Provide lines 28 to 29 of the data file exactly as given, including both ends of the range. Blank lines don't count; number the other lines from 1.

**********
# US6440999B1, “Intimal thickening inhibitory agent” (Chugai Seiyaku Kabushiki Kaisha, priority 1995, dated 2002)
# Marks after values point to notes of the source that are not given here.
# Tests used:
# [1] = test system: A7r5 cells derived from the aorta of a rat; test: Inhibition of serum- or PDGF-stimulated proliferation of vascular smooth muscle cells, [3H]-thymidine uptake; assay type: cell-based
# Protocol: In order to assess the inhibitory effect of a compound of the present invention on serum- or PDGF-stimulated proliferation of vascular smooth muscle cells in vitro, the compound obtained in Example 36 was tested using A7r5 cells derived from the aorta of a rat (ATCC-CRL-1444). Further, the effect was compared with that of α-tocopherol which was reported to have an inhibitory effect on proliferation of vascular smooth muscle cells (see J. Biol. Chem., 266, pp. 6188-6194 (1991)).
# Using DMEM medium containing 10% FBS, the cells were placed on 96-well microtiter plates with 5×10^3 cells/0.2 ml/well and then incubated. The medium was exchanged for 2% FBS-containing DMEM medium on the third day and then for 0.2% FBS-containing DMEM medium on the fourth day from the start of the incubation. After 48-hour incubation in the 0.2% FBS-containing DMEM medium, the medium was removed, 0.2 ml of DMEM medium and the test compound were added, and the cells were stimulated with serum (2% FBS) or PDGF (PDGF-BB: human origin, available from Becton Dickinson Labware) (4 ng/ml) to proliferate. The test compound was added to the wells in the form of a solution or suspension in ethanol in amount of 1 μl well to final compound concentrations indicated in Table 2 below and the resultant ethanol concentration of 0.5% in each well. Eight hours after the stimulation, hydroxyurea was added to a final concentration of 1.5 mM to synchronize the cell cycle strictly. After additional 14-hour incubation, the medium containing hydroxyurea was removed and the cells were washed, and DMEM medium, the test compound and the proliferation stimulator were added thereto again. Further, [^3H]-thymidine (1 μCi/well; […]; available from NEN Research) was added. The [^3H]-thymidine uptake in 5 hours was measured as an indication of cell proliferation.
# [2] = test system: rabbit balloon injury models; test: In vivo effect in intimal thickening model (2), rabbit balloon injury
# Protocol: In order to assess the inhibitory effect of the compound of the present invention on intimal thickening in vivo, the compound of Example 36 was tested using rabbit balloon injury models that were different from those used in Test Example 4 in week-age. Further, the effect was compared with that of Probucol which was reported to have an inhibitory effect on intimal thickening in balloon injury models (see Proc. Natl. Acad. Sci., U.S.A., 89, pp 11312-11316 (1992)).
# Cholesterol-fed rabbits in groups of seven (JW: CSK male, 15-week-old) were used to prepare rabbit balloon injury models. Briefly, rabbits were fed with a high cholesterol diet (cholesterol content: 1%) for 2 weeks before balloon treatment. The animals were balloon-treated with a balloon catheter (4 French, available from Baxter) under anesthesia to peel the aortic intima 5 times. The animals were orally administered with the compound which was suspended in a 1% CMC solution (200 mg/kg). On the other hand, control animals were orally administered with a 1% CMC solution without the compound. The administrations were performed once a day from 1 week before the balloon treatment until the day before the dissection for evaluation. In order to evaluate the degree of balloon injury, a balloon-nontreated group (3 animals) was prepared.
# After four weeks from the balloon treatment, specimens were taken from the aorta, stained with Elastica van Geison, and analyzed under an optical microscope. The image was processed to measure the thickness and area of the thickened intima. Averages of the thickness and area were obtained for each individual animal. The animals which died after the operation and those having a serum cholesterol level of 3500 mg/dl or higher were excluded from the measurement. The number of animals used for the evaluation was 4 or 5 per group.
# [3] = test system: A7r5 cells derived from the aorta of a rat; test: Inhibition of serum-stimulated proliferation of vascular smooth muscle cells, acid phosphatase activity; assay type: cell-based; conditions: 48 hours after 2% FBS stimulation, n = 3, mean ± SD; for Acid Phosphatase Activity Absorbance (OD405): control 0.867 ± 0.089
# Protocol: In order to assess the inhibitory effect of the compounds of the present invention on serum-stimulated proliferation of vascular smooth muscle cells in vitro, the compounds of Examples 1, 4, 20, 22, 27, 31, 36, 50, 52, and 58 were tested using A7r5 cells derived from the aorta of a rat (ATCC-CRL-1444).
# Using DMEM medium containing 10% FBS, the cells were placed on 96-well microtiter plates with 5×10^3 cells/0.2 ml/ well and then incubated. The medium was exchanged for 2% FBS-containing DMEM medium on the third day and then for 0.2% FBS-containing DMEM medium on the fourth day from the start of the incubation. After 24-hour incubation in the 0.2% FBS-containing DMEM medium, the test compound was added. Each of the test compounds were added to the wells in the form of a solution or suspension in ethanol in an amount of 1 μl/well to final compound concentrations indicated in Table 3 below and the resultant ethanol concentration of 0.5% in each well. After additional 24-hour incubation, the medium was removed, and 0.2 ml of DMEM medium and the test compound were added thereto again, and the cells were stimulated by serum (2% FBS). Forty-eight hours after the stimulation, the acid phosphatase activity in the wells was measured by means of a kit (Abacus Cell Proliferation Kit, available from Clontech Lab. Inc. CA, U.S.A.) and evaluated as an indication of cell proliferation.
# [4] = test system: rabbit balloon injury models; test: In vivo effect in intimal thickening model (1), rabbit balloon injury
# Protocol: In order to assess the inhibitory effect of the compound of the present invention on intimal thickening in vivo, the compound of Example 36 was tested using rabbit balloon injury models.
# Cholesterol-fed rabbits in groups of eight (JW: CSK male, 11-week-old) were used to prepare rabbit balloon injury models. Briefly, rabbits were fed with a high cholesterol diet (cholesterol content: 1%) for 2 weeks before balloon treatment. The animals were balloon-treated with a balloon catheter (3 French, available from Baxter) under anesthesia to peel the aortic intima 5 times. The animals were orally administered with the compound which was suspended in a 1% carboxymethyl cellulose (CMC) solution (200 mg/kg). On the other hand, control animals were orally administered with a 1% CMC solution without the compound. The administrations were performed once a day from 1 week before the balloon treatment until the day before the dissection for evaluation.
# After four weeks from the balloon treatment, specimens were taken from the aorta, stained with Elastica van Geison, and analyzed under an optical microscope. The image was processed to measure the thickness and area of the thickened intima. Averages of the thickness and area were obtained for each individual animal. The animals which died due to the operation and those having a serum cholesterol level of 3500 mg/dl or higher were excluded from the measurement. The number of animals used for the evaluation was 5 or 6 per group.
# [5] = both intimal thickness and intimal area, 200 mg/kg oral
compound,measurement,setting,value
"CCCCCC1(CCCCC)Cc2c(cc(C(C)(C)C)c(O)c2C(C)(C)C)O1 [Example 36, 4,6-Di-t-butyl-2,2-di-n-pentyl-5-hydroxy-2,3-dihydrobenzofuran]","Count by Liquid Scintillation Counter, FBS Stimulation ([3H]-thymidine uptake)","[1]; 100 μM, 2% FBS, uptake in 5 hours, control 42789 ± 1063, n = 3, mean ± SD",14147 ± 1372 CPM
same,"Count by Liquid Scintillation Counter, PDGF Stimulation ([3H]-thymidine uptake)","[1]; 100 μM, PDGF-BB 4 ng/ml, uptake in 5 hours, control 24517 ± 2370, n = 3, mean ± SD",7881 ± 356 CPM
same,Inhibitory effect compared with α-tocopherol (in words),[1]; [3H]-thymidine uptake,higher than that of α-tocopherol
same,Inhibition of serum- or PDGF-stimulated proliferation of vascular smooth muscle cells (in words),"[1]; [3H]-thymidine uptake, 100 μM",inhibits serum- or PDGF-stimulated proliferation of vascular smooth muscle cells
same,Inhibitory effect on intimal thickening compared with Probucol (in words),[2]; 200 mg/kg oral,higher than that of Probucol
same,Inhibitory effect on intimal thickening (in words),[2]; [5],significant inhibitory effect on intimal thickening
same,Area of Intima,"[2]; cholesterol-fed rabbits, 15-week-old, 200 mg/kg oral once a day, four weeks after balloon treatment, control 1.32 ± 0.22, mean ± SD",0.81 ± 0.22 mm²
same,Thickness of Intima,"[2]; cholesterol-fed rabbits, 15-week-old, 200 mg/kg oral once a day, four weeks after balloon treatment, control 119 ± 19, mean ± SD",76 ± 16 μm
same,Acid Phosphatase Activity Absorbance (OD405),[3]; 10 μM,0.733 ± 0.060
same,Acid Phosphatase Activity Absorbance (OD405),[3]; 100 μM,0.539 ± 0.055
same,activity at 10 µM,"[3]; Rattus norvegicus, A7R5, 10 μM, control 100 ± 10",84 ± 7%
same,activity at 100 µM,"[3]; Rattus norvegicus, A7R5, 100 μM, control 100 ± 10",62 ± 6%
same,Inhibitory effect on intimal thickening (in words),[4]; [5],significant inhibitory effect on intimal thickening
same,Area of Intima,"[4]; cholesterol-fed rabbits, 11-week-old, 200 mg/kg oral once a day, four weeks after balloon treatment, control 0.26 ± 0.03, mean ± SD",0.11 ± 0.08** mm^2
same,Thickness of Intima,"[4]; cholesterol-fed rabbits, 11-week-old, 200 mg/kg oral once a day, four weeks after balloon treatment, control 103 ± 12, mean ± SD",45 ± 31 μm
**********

same,Acid Phosphatase Activity Absorbance (OD405),[3]; 10 μM,0.733 ± 0.060
same,Acid Phosphatase Activity Absorbance (OD405),[3]; 100 μM,0.539 ± 0.055